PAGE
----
The harakeke (flax | phormium tenax) plants in my garden started sending up flower stalks in December. They look impressive and the birds love the flowers but they do have a tendency to fall over and then my husband moans when he has to mow around them because I won’t let him cut them down as I want the seedpods to grow so I can dye with them. He was quite pleased when a few weeks ago I collected up all the stalks and harvested the seedpods. I have been experimenting with dyeing with harakeke seedpods for a few years after reading a post by Isla Fabu and racing out to collect some some from my garden to try it straight away.
Dyeing with harakeke seedpods is fun and fairly fuss-free, and there is always the anticipation to see what colours you will get. I don’t try to get reproducible/repeatable results with this dye so I don’t weigh the quantity of seedpods or stick to strict timings or temperatures.
The basic method I use is:
- Pick the seedpods. You can use fresh or dried, I have used both in the past. My latest dye batch was using fresh seedpods. Cut the seedpods into 2 or 3 pieces and put them in a pot. Cover them with water and leave them for a couple or so days until the liquid starts to bubble and smell. How long I actually leave the seedpods fermenting depends on when I can get around to heating the dye pot up but I imagine it could get very smelly if you left it too long. I used rainwater in this dye batch because I was working next to the garden water tank but normal drinking water is fine.
- Heat the dyepot up until it is simmering, then turn off the heat and leave it overnight or until it is cool. Strain the seedpods and seeds out of the dye. Then it’s time to start dyeing.
- Soak the yarn you want to dye with a little detergent for about 30 minutes. You don’t need a mordant. Wring the yarn so it is just damp and add to the dyepot.
- Heat the dyepot gently to the boil and then simmer. You can vary how long to simmer for by checking the colour of the yarn and turning off the heat once you’re happy with the colour. I wouldn’t go past an hour and I often turn the heat off after about 15 minutes. If the yarn hasn’t gone a strong colour after simmering for an hour then in my experience it’s probably not going to happen.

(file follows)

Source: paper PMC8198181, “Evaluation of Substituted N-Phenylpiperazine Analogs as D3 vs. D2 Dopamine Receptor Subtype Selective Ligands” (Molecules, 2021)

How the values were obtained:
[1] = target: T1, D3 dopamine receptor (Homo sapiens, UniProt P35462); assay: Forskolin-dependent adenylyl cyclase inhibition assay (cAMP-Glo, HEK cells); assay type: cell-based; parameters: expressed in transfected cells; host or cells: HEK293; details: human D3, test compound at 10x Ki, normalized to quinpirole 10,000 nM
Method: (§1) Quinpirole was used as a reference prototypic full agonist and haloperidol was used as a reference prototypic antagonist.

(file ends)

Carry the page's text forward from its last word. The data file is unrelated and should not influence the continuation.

- Leave the yarn in the dyepot to cool, then remove. I rinse the yarn in warm water and then wash with some laundry detergent and rinse. I use ecostore laundry liquid or similar, depends what’s on special at the supermarket. Wring out the water and then dry out of direct sunlight.
Below are some photos of the dyepot after heating and separating the dye solution from the seeds and seedpods.
Keep using the dyepot for a few days and see what colours you get. My experience is that you can get dark browns at the beginning and then some red-browns and then pale browns. Eventually the dyepot gets quite smelly and it doesn’t give much colour. I have got best colour results with wool rather than other fibres.
The photo is below is from the first dyeing session using my latest bath of dye. These yarns were all put in the dyepot at the same time and treated the same. You can see the difference you get from different fibres with this dye. From bottom to top the yarns are: rayon, tencel, acrylic knop yarn, “coconut cotton”(not sure what this actually is) and corriedale wool.
After dyeing this first batch of yarns, I carried on dyeing more skeins of corriedale yarn, one after another instead of altogether. The colours of these skeins demonstrate how the dyebath colours change with repeated use. The skeins are left to right, the last to the first dyeing session.
Rufus is 1
In other important news, it is Rufus’ first birthday today. Here he is with his birthday cake which is just his normal food and peanut butter. It only lasted a few seconds, once the candle was taken out.
Mā te wā | Until next time,
One thought on “Dyeing with Harakeke Seedpods”
Ooh I just love all those colors! And looks like Rufus enjoyed his cake! 🙂